Papertrail’s HTTP API serves two primary purposes:

Papertrail’s own papertrail-cli exclusively uses API calls documented here. It implements most of the functionality in this document. Install the gem or read its search_query.rb and connection.rb sources.

Papertrail doesn’t accept log messages via HTTP. Why?

API Usage

Example uses

The authentication, format, and request structure is the same for all requests.

Do I need to use the API?

Most common tasks you might want to do outside the UI, like searching for logs, programmatically creating senders or adding them to groups, and retrieving logs during a certain time period, are possible with papertrail-cli, a small command-line tool with simple syntax, so you might be able to skip direct use of the API entirely.


All API requests are authenticated using either:

Papertrail’s API supports cross-origin resource sharing (CORS), so it’s possible to retrieve log data from another domain. Because session cookies are not used with the API, you may be prompted to re-authenticate even when already logged in to the Papertrail website.

URL structure

The Papertrail API lives at, with particular endpoints following that prefix.

Example URL:


Content type


Responses containing multiple items are arrays. Responses containing a single item are hashes. No extra whitespace is provided; use a processor or pretty-printer to introduce formatting.

Requests and Responses

Request data uses URL-encoded query parameters. Unless otherwise noted, attributes are part of a hash named after the item type, such as:


Update requests may contain all attributes or only the attribute(s) to be modified. Absent attributes will not be modified.


Authentication failures return 401 Unauthorized.

Failed requests return 400 Bad Request, and a JSON hash is provided containing a single key called message. For example:

{"message":"Sad panda"}

Rate Limits

Papertrail limits the number of API requests made within a period of time.

The API returns the three headers that denote the status of the API rate limits:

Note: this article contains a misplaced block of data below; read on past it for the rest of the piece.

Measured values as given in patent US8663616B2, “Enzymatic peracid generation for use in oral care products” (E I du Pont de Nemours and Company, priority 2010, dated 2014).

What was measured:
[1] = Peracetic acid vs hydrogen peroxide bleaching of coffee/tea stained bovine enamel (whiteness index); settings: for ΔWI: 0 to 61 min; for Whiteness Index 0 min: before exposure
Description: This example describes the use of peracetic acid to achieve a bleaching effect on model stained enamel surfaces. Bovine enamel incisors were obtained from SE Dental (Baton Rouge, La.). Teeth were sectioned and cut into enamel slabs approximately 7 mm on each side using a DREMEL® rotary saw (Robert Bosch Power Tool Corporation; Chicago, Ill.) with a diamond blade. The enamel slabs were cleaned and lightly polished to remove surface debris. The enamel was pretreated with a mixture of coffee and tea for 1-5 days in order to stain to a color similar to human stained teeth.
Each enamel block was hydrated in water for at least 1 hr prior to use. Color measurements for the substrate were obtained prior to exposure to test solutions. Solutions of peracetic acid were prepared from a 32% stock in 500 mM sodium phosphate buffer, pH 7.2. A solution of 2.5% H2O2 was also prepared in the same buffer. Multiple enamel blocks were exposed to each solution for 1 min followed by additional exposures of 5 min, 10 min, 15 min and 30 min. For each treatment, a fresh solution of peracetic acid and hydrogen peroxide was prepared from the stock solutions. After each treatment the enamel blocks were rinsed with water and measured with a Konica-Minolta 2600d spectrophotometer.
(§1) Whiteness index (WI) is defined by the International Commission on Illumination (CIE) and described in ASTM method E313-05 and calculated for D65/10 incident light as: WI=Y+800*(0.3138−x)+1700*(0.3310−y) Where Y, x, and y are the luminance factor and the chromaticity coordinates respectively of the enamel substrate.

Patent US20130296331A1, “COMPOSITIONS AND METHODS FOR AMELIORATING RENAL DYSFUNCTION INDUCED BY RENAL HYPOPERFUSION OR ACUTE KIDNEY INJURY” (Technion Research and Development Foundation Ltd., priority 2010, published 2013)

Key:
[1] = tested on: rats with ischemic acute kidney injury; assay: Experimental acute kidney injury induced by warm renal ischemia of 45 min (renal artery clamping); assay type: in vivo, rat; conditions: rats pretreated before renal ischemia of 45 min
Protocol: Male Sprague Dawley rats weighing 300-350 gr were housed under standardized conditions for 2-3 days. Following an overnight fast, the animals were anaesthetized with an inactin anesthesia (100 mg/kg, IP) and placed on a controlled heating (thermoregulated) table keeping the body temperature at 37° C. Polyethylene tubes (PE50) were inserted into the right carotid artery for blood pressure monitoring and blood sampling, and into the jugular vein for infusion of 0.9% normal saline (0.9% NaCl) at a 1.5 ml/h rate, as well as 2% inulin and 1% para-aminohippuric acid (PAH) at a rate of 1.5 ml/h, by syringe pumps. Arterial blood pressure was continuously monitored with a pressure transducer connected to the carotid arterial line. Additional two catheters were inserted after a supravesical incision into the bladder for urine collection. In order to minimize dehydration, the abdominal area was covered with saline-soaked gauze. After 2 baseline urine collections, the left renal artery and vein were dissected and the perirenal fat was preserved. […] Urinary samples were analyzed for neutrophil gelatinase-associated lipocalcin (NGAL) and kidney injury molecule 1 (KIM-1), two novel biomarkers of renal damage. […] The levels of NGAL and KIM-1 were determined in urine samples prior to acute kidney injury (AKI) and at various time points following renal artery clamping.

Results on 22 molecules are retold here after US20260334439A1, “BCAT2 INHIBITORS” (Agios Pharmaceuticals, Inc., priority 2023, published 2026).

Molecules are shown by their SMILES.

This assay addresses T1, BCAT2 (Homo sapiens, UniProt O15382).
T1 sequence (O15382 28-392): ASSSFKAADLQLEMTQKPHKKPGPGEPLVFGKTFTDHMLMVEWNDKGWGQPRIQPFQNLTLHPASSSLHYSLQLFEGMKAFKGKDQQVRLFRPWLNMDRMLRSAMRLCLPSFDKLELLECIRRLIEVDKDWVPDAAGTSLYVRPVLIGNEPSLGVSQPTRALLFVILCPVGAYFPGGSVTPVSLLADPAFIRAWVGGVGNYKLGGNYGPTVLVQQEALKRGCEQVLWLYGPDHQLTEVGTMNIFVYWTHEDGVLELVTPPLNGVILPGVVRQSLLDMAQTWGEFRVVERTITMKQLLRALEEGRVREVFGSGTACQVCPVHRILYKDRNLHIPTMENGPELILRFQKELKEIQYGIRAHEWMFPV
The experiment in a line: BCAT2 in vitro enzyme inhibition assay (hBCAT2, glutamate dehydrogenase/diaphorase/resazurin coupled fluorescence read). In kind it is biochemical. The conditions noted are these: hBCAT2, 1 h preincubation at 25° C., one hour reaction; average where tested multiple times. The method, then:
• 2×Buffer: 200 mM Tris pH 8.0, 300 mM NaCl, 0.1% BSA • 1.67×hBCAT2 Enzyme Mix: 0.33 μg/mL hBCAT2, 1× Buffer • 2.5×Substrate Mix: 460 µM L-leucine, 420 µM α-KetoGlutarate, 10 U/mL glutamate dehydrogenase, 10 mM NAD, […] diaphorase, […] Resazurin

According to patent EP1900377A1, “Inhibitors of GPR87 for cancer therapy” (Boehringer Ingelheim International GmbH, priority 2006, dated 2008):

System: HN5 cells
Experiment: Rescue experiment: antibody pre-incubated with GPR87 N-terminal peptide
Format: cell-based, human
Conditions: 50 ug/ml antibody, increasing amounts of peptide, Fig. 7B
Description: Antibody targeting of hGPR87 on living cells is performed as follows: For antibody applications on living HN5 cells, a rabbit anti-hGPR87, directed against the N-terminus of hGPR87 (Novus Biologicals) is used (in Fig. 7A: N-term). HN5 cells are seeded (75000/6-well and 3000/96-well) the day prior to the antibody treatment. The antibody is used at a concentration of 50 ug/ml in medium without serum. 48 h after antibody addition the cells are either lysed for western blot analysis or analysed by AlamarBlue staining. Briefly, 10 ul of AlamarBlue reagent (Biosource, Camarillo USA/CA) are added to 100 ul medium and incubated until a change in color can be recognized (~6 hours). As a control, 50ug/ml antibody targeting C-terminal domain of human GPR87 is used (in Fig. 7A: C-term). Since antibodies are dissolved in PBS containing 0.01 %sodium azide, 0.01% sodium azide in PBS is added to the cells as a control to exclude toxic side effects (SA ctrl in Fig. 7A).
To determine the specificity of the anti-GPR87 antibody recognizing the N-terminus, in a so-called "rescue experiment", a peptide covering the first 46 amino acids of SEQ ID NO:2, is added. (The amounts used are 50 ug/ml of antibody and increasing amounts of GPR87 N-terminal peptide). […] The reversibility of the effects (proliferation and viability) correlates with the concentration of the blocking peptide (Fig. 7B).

When the limit is reached, further requests return 429 Rate Limit Exceeded.

The API limits may be adjusted from time to time. If possible, obey the returned header values rather than hardcoding a specific rate, but please let us know if there’s any mismatch.

API responses include URLs for getting details about, or performing actions on, related items. For example, a client can query for all systems, then follow URLs in the response to:

This allows API clients to avoid hardcoding multiple URLs for different calls.

Links to related resources appear in a hash key called _links with a hash per relation. For example:

"name":"Production servers",

When they apply to the item, these relations are used:

Example calls

These examples use curl, a command-line HTTP client.

Authenticate with an API token and list all systems:

curl -v -H "X-Papertrail-Token: abc123"

Authenticate with an API token and save a search named Important stuff:

curl -v -H "X-Papertrail-Token: abc123" -X POST --data 'search[name]=Important+stuff&search[query]=very+important'

Authenticate with a username and password and update the name of group ID 12 to Customer servers:

curl -v -u "":"s3kr3t" -X PUT --data 'group[name]=Customer+servers'

Authenticate with a username and password and add system ID 4321 to group ID 12:

curl -v -u "":"s3kr3t" -X POST --data 'group_id=12'

As a final example, a customer has implemented a wrapper library for group and search creation called paper_wrap.

Feel free to contact us and request a code sample for your language, or check out Search API and Settings API for more details.

Submitting log messages

Even though we love HTTP for interacting with logs and settings, Papertrail doesn’t accept log messages over HTTP. HTTP is very poorly suited for realtime logging because its characteristics are almost the opposite of what makes an easy, resilient log sender.

Here’s why HTTP doesn’t do your app any favors:

The final and biggest reason: Sending a syslog packet is extremely easy because at its core, a “syslog packet” is just a simple string (think printf). Generating and transmitting it is usually 2-4 lines of code. It’s often less code and easier to follow than generating an HTTP request (and is much shorter and more elegant than HTTP log submission).

If you’re still not sure how to submit a log message without an HTTP API, ask us for details.